The Garden Museum in London ( is on a roll. About ten years ago it was generally felt to be a very good idea that had somehow slightly lost its way. Since the arrival of a new Director, Christopher Woodward, in 2006 it has gone from strength to strength and will be undertaking a major redevelopment of the Museum, starting in the autumn of this year. This, for which nearly all of the necessary £6.6 million of funding has already been raised, will double the gallery space, recreate part of John Tradescant’s famous Cabinet of Curiosities (his “Ark”) and establish the UK’s first archive of garden design. The Museum is becoming an important as well as an interesting place to visit.

To comprehend this new status, gardeners everywhere should visit the Russell Page exhibition which opened on the 25th March and for which there was a very splendid opening party last Tuesday evening. Russell Page was probably the most important garden designer of the 20th century, but has almost disappeared from our collective gardening memory as he was, in his own words “the most famous garden designer no one has ever heard of”. Long before I took gardening in general seriously I bought, in 1976, a second hand copy of his “The Education of a Gardener” at a church jumble sale. I read it in one fascinated session, and immediately realised that this was someone special.

His present lack of recognition in the UK (in Italy however they treat him with proper respect) is a completely undeserved state of affairs, for no-one else in the last century so well understood the big things in gardening: movement and stillness, mass and void, light and dark, and the achievement of harmony. He was trained as an artist at the Slade, and subsequently sufficiently impressed Kokoschka to be asked to share a studio with him. These skills were put to good use when he would make an initial drawing relating the house, potential garden layout and the wider landscape, tying them together in a completely harmonious, but seemingly unstudied fashion. Despite this apparent facility it often took him two years or more, as at Villa Silvio Pellico outside Turin (www. to move from initial concept to detailed final plans.

In this he was helped by having a very rich, very discerning and probably very patient client base, who were prepared to put him up in their houses, or on their yachts, for as long as it took to get to the desired end result. Some of these clients are still very much alive and remember him fondly. Very tall and with an apparently imposing presence, he seems to have created an atmosphere of awe (even if not shock) around himself and probably wasn’t entirely easy. But then geniuses aren’t and it is fair to say he was a genius. His favourite method of intercontinental travel was Concorde, and in a deft touch, the Museum’s curators and caterers served us up vodka martinis and trays of canapés that recalled those amazingly luxurious flights.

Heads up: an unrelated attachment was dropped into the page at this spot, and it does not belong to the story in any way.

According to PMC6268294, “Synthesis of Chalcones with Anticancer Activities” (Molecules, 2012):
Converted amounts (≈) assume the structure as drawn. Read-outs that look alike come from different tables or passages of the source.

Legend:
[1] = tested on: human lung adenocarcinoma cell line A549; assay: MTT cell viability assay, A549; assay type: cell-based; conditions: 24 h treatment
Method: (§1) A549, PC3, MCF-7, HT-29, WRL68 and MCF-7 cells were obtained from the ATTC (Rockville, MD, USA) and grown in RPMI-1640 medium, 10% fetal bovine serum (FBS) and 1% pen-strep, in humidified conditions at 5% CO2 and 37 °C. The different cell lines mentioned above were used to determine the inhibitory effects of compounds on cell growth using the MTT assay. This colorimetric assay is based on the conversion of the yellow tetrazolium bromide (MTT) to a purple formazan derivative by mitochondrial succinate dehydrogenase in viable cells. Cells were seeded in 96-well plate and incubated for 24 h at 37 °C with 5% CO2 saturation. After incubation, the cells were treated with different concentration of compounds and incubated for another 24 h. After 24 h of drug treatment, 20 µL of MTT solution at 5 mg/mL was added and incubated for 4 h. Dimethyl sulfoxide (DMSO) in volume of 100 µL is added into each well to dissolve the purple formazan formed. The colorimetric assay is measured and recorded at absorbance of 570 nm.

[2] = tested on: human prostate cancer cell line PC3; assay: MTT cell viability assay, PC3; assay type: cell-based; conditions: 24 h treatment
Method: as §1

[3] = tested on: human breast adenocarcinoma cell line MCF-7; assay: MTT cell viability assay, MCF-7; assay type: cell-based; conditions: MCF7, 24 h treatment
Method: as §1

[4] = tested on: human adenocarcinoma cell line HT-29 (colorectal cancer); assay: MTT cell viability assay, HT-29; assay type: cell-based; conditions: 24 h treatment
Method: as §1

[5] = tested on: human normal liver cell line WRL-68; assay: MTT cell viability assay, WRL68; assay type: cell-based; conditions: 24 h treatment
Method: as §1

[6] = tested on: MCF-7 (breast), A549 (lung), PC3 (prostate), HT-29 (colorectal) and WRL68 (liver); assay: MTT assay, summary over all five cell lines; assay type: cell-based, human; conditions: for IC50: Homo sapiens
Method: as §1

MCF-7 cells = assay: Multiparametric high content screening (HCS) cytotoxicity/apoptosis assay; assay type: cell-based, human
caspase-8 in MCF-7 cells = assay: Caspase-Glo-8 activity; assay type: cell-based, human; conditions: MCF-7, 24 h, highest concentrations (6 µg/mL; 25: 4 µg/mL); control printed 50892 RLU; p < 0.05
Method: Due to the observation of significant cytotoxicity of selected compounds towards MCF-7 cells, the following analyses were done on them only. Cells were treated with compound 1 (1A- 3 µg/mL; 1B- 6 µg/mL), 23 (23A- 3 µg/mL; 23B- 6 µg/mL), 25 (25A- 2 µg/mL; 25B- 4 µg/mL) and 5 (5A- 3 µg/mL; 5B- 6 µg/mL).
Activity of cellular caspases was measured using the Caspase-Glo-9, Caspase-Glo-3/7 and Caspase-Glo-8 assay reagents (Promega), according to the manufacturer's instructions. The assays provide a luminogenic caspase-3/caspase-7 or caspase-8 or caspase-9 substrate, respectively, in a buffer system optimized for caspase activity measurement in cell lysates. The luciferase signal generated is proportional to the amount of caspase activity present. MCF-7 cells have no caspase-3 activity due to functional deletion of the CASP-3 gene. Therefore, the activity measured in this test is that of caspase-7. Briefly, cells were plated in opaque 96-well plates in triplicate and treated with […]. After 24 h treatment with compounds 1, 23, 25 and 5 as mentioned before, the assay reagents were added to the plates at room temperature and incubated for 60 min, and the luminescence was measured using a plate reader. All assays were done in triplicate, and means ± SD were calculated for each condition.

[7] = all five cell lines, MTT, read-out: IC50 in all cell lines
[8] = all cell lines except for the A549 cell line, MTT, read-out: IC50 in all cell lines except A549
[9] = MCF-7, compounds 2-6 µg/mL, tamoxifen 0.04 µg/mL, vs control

He worked all over the world, including in the UK (at Badminton, Longleat and Leeds Castle amongst others), France, Italy (not only the famous gardens around Turin and Lady Walton’s La Mortella at Ischia but also La Landriana near Anzio) and in the USA. His garden at the Frick Museum in New York is threatened by overbuilding from a proposed extension. If you feel, like I do, this is not a good idea you can visit to register your protest there .

The exhibition is very important in itself, and has a good range of photographs, reminiscences, and Page’s drawings and plans. What makes it even more important though is that, through the generosity of the de Belder family of Belgium, Page’s entire archive has been donated to the Museum. Page had originally wanted, as he faced his own mortality, to donate this to the V and A. Incredibly, they were not interested in 1985 when he died and the de Belders have since preserved it lovingly. Robert and Jelena de Belder were some of his best and most intimate clients, planting Kalmthout Arboretum and employing Page over a long period. Their son, Daniel, was responsible for the donation and I was lucky enough to spend a few minutes with him at the end of the party (the entire happy occasion was much marked by the kindness of strangers). He remarked that it was only recently that gardening had been returned to its position amongst the fine arts: at least in France it had been treated as a form of trade or horticulture since the Revolution. Page’s archive should play a major role in enabling us to understand the process whereby he achieved the harmony and perfection to which he aspired, and in conjunction with the other important deposits at the Garden Museum, to giving the institution a pre-eminent role in garden history.

This is an exhibition anyone interested in garden history really must see, and in doing so they will understand how the role of the Museum is growing and how important the archive, as well as Page’s memory, will become. It’s on until June 21st and you really must go.


Winter in the Garden at the Garden Museum

The garden at the Garden Museum

The garden at the Garden Museum

When I recently visited the Garden Museum to see Rachel Warne’s exhibition, I had a further reason for going there; I wanted to see how much colour there was in the garden.